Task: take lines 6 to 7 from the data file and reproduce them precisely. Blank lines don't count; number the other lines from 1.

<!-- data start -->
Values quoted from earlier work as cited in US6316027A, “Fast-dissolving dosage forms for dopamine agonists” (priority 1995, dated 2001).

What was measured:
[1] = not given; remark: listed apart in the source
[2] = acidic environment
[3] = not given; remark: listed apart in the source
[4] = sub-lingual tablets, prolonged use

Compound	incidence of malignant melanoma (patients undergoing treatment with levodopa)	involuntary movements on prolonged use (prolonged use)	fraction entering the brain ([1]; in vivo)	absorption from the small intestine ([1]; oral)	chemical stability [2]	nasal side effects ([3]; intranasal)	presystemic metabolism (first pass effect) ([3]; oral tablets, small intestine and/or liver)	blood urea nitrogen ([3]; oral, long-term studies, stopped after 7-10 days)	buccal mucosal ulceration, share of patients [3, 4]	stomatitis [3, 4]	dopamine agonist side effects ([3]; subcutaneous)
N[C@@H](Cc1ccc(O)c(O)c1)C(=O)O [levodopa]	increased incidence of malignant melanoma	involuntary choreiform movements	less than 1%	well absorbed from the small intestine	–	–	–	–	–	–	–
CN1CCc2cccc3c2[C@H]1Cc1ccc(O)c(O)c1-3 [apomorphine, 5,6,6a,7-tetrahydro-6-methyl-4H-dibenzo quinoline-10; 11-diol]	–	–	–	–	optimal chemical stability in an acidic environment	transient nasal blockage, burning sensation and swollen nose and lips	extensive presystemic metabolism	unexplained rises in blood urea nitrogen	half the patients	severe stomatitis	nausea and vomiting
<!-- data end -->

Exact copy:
[4] = sub-lingual tablets, prolonged use

Compound	incidence of malignant melanoma (patients undergoing treatment with levodopa)	involuntary movements on prolonged use (prolonged use)	fraction entering the brain ([1]; in vivo)	absorption from the small intestine ([1]; oral)	chemical stability [2]	nasal side effects ([3]; intranasal)	presystemic metabolism (first pass effect) ([3]; oral tablets, small intestine and/or liver)	blood urea nitrogen ([3]; oral, long-term studies, stopped after 7-10 days)	buccal mucosal ulceration, share of patients [3, 4]	stomatitis [3, 4]	dopamine agonist side effects ([3]; subcutaneous)